A cursory look at the exterior of 2016 3 Series reveals the expected nip/tuck treatment at each end. The nose gets new LED headlights spaced farther apart, along with larger air intakes in the front valance. The rear end is similarly revised with new LED taillights, dual exhaust tips, and a sportier looking rear apron. Inside the cabin, new ambient lighting and various trim bits further jazz up BMW’s bread-and-butter model. BMW has also decided to make certain sport line trim elements — including black exterior trim, sport seats, and the sport instrument cluster — standard equipment for the 320i and 328i.
BMW has also tuned up a few key mechanical and chassis elements, including revising the electric-assist steering system, strengthening the mounting points of the front suspension struts, and firming up the rear dampers for better dynamic response. The standard eight-speed automatic transmission is claimed to be more fuel-efficient with a wider spread of gear ratios and reduced torque converter slip between shifts.
But the big news for the 2016 BMW 3 Series lineup centers on waving goodbye to the 335i model and saying hello to the new 340i. What’s this BMW 340i all about? A new engine, primarily. The 340i’s all-new inline-six (B58 for you BMW code geeks) shares its 3.0-liter displacement with the outgoing N55 engine from the 335i, but little else. The all-aluminum mill is part of BMW’s new EfficientDynamics engine family. Its closed-deck design and thermally joined, specially coated cylinder liners will eventually be shared with other BMW four- and six-cylinder engines. The newly designed twin-scroll turbocharger helps boost output to 320 horsepower (up 20 hp over the 335i) and torque to some 330 lb-ft that’s available from just 1,380 rpm. If you prefer (and you probably do), a six-speed manual transmission is a no-cost option and features a new dual-mass flywheel with an available rev-match function for downshifts. Like the 320i and 328i, the 340i comes standard with the sport line package and is available in either rear-wheel-drive or all-wheel-drive (xDrive in BMW speak) configurations.
But here’s the really special part. BMW’s new track handling package is available on all gas-powered 3 Series models for 2016 and includes a number of options that would-be hot shoes will crave. Variable-ratio sport steering, adaptive M suspension and M Sport brakes with high-temperature pads are all part of the group, along with 18-inch cast-aluminum wheels wrapped in Michelin Pilot Super Sports (one of our favorite street/track tires).
Feeling the difference
And so it was that BMW turned us loose in a fleet of gleaming new 340i sedans to attack the scenic switchbacks in the majestic Copper Canyon region outside of Chihuahua, Mexico. The first of two cars we drove was an automatic-equipped, rear-drive 340i with the standard suspension, brakes, and tires. The new 3.0-liter inline-six is a sweetheart of an engine, though with a faint hint of initial turbo lag. But the pull from 3,000 rpm to redline is ferocious, and the engine sounds just as happy to rev as we were to rev it, with BMW’s silky smooth straight-six delighting us at full growl. The revised eight-speed auto was also a pleasure to use, with speedy manual shifts with the paddles, though the upshifts could have been a bit smoother. Built-in harshness designed to elicit a sportier feeling? Wouldn’t be the first time.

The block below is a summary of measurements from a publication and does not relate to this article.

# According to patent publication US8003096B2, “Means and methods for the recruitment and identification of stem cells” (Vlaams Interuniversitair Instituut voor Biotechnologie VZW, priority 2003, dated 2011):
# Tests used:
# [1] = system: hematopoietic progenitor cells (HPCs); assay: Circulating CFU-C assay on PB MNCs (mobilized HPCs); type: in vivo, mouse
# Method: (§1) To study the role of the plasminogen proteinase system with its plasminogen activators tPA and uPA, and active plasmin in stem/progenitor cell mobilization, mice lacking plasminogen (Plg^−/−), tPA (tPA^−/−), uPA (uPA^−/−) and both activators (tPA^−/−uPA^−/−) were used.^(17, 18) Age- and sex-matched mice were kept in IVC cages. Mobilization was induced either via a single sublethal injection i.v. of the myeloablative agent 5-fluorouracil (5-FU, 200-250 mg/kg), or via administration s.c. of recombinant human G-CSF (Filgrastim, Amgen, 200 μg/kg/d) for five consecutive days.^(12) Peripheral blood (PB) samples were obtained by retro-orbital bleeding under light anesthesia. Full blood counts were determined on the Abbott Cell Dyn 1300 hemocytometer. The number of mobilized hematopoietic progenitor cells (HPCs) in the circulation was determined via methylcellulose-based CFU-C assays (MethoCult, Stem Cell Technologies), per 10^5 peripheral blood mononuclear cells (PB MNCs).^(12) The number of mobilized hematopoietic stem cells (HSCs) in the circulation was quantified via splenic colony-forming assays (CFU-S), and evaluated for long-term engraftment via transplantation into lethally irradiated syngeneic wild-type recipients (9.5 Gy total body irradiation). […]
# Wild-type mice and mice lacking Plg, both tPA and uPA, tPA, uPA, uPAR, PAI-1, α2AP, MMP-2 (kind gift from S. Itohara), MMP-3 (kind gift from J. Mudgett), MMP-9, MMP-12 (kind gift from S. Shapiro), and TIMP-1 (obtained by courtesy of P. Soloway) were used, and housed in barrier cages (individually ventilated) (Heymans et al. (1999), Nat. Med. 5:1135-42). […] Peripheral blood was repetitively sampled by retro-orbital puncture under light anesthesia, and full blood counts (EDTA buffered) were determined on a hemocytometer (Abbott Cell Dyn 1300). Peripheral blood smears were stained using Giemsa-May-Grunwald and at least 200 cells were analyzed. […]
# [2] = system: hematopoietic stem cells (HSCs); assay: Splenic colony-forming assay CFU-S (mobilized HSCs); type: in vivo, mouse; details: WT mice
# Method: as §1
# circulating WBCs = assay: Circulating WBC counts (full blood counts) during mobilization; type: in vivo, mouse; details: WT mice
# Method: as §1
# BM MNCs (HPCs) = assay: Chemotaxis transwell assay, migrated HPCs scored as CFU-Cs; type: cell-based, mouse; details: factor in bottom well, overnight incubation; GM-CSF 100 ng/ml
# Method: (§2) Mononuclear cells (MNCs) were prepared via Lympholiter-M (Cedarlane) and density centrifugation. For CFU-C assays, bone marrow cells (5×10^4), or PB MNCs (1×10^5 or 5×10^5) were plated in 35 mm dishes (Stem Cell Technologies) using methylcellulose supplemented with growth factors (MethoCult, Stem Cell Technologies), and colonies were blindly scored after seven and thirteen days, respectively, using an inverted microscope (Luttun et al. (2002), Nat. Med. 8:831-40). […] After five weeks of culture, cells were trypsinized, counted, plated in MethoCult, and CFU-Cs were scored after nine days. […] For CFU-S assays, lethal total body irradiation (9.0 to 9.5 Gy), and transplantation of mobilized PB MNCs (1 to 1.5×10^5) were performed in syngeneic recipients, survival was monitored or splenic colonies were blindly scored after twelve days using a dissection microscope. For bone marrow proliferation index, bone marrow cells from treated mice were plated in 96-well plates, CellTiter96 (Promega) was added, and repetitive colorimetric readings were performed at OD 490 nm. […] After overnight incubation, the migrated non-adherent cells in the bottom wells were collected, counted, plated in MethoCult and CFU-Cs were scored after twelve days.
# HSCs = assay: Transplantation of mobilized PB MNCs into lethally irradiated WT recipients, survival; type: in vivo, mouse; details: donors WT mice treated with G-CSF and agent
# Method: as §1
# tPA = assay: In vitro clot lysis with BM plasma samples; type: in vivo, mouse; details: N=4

Still, there was something amiss with the first BMW 340i we drove, that same feeling we had with our long-term 328i. It wasn’t until we’d sampled a manual-equipped car with the track pack that we figured it out. In the track pack version, the steering feels sharper and better weighted; the car turns in more eagerly on the Super Sport tires (and dare we say it, rode even better); brake pedal feel is significantly firmer and more responsive. This 340i was also equipped with xDrive all-wheel drive, which helped put power down coming out of corners. At quick-but-sane speeds, the setup allows for a bit of rotation toward the apex in the corners and virtually no push. While the standard 340i felt oddly disjointed and uncoordinated, the track pack-equipped car felt dynamically fluid and completely of a single piece.
Later in the day, after the BMWs were shut down and stashed away, engines softly ticking as they cooled, a BMW engineer asked us for our impressions of his latest baby. As we emphasized how much fun the track pack car had been to drive and that we were left a little cold by the standard model, he nodded slowly and smiled a knowing smile. Most 3 Series buyers won’t care a lick about brake or steering feel, or the way their car turns in and takes a set through a series of S curves. But for prospective 2016 BMW 3 Series buyers who think like us, bliss is just a $1,700 option package away.
2016 BMW 340i Specifications
|Base Price:||$46,795 ($48,795 xDrive)|
|Engine:||3.0L turbocharged DOHC 24-valve I-6/320 hp @ 5,500-6,500 rpm, 332 lb-ft @ 1,380-5,000 rpm|
|Transmissions:||8-speed automatic, 6-speed manual|
|Layout:||4-door, 5-passenger, front-engine, RWD/AWD sedan|
|EPA Mileage:||20-22/29-33 mpg (city/hwy)|
|Suspension F/R:||Strut-type, coil springs/multilink, coil springs|
|Brakes F/R:||Strut-type, coil springs/multilink, coil springs|
|Tires F/R:||225/45R-18 Michelin Pilot All-Season run-flat (225/45R-18/255/35R-18 Michelin Pilot Super Sport)|
|L x W x H:||182.8 x 71.3 x 56.3-56.5 in|
|Headroom:||40.3/37.7 in (front/second)|
|Legroom:||42.0/35.1 in (front/second)|
|Shoulder Room:||55.1/55.1 in (front/second)|
|Cargo Volume:||17.0 cu ft|
|Weight Dist. F/R:||N/A|
|0-60 MPH:||4.6-4.9 sec|
|Top Speed:||130/149-155 mph (base/optional)|